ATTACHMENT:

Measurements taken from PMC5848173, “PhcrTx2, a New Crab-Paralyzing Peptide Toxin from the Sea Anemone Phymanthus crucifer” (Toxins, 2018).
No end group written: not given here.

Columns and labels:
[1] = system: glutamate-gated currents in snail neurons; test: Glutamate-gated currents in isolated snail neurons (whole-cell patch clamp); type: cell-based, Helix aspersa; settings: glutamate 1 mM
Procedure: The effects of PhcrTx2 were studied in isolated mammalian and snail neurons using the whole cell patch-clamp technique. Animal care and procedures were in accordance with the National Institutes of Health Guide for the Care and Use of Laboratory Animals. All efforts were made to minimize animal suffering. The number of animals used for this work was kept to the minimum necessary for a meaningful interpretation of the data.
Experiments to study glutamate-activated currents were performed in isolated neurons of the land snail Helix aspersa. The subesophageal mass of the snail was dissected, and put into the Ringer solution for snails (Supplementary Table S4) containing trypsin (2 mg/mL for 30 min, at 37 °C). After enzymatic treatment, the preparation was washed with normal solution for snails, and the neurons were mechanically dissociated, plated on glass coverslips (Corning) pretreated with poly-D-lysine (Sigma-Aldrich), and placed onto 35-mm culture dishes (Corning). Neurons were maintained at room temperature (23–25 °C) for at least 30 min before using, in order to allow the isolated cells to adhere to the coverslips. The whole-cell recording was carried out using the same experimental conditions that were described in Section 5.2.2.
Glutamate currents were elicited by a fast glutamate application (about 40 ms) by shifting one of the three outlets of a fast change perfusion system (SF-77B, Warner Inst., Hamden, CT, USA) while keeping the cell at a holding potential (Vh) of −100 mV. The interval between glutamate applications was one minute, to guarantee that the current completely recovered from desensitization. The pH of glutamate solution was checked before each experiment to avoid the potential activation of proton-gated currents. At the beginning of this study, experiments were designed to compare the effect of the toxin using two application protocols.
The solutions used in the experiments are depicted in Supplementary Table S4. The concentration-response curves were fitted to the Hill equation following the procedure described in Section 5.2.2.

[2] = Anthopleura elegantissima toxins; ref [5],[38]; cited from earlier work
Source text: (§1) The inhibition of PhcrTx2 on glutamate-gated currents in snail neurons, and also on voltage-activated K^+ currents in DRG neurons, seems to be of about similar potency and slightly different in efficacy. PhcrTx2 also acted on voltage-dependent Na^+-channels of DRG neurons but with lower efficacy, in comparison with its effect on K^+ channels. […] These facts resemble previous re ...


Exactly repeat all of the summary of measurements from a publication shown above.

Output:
Measurements taken from PMC5848173, “PhcrTx2, a New Crab-Paralyzing Peptide Toxin from the Sea Anemone Phymanthus crucifer” (Toxins, 2018).
No end group written: not given here.

Columns and labels:
[1] = system: glutamate-gated currents in snail neurons; test: Glutamate-gated currents in isolated snail neurons (whole-cell patch clamp); type: cell-based, Helix aspersa; settings: glutamate 1 mM
Procedure: The effects of PhcrTx2 were studied in isolated mammalian and snail neurons using the whole cell patch-clamp technique. Animal care and procedures were in accordance with the National Institutes of Health Guide for the Care and Use of Laboratory Animals. All efforts were made to minimize animal suffering. The number of animals used for this work was kept to the minimum necessary for a meaningful interpretation of the data.
Experiments to study glutamate-activated currents were performed in isolated neurons of the land snail Helix aspersa. The subesophageal mass of the snail was dissected, and put into the Ringer solution for snails (Supplementary Table S4) containing trypsin (2 mg/mL for 30 min, at 37 °C). After enzymatic treatment, the preparation was washed with normal solution for snails, and the neurons were mechanically dissociated, plated on glass coverslips (Corning) pretreated with poly-D-lysine (Sigma-Aldrich), and placed onto 35-mm culture dishes (Corning). Neurons were maintained at room temperature (23–25 °C) for at least 30 min before using, in order to allow the isolated cells to adhere to the coverslips. The whole-cell recording was carried out using the same experimental conditions that were described in Section 5.2.2.
Glutamate currents were elicited by a fast glutamate application (about 40 ms) by shifting one of the three outlets of a fast change perfusion system (SF-77B, Warner Inst., Hamden, CT, USA) while keeping the cell at a holding potential (Vh) of −100 mV. The interval between glutamate applications was one minute, to guarantee that the current completely recovered from desensitization. The pH of glutamate solution was checked before each experiment to avoid the potential activation of proton-gated currents. At the beginning of this study, experiments were designed to compare the effect of the toxin using two application protocols.
The solutions used in the experiments are depicted in Supplementary Table S4. The concentration-response curves were fitted to the Hill equation following the procedure described in Section 5.2.2.

[2] = Anthopleura elegantissima toxins; ref [5],[38]; cited from earlier work
Source text: (§1) The inhibition of PhcrTx2 on glutamate-gated currents in snail neurons, and also on voltage-activated K^+ currents in DRG neurons, seems to be of about similar potency and slightly different in efficacy. PhcrTx2 also acted on voltage-dependent Na^+-channels of DRG neurons but with lower efficacy, in comparison with its effect on K^+ channels. […] These facts resemble previous re ...